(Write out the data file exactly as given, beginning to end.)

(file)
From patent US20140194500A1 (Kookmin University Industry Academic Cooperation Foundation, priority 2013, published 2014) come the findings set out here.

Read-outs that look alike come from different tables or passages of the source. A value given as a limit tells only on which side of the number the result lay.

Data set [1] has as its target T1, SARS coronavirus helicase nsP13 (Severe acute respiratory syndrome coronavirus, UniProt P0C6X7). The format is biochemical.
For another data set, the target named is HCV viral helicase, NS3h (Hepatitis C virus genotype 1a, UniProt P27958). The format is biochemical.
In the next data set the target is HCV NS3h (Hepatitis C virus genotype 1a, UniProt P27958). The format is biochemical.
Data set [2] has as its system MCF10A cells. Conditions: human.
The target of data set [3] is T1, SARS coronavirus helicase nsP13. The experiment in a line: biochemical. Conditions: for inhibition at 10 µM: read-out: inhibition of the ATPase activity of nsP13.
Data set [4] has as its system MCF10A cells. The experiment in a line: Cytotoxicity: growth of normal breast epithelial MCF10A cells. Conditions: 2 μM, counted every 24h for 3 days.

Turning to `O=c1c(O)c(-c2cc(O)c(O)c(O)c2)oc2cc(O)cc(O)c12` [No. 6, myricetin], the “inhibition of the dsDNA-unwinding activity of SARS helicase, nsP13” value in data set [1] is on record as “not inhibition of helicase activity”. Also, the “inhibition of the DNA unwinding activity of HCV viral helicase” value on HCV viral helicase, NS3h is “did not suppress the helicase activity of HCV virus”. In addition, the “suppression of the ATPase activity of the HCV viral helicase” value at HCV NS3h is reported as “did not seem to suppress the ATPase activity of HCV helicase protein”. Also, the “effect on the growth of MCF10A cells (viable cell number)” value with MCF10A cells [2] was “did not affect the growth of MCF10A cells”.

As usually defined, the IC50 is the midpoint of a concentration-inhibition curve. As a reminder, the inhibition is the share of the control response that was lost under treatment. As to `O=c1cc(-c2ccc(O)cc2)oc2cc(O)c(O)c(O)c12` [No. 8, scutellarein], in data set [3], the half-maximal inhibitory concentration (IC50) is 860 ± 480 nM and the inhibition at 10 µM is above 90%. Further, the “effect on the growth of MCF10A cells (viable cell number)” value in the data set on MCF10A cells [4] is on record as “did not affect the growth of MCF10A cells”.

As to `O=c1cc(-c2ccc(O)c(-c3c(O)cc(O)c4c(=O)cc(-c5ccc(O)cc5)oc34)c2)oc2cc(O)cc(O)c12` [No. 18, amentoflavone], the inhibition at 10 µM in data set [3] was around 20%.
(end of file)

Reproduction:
From patent US20140194500A1 (Kookmin University Industry Academic Cooperation Foundation, priority 2013, published 2014) come the findings set out here.

Read-outs that look alike come from different tables or passages of the source. A value given as a limit tells only on which side of the number the result lay.

Data set [1] has as its target T1, SARS coronavirus helicase nsP13 (Severe acute respiratory syndrome coronavirus, UniProt P0C6X7). The format is biochemical.
For another data set, the target named is HCV viral helicase, NS3h (Hepatitis C virus genotype 1a, UniProt P27958). The format is biochemical.
In the next data set the target is HCV NS3h (Hepatitis C virus genotype 1a, UniProt P27958). The format is biochemical.
Data set [2] has as its system MCF10A cells. Conditions: human.
The target of data set [3] is T1, SARS coronavirus helicase nsP13. The experiment in a line: biochemical. Conditions: for inhibition at 10 µM: read-out: inhibition of the ATPase activity of nsP13.
Data set [4] has as its system MCF10A cells. The experiment in a line: Cytotoxicity: growth of normal breast epithelial MCF10A cells. Conditions: 2 μM, counted every 24h for 3 days.

Turning to `O=c1c(O)c(-c2cc(O)c(O)c(O)c2)oc2cc(O)cc(O)c12` [No. 6, myricetin], the “inhibition of the dsDNA-unwinding activity of SARS helicase, nsP13” value in data set [1] is on record as “not inhibition of helicase activity”. Also, the “inhibition of the DNA unwinding activity of HCV viral helicase” value on HCV viral helicase, NS3h is “did not suppress the helicase activity of HCV virus”. In addition, the “suppression of the ATPase activity of the HCV viral helicase” value at HCV NS3h is reported as “did not seem to suppress the ATPase activity of HCV helicase protein”. Also, the “effect on the growth of MCF10A cells (viable cell number)” value with MCF10A cells [2] was “did not affect the growth of MCF10A cells”.

As usually defined, the IC50 is the midpoint of a concentration-inhibition curve. As a reminder, the inhibition is the share of the control response that was lost under treatment. As to `O=c1cc(-c2ccc(O)cc2)oc2cc(O)c(O)c(O)c12` [No. 8, scutellarein], in data set [3], the half-maximal inhibitory concentration (IC50) is 860 ± 480 nM and the inhibition at 10 µM is above 90%. Further, the “effect on the growth of MCF10A cells (viable cell number)” value in the data set on MCF10A cells [4] is on record as “did not affect the growth of MCF10A cells”.

As to `O=c1cc(-c2ccc(O)c(-c3c(O)cc(O)c4c(=O)cc(-c5ccc(O)cc5)oc34)c2)oc2cc(O)cc(O)c12` [No. 18, amentoflavone], the inhibition at 10 µM in data set [3] was around 20%.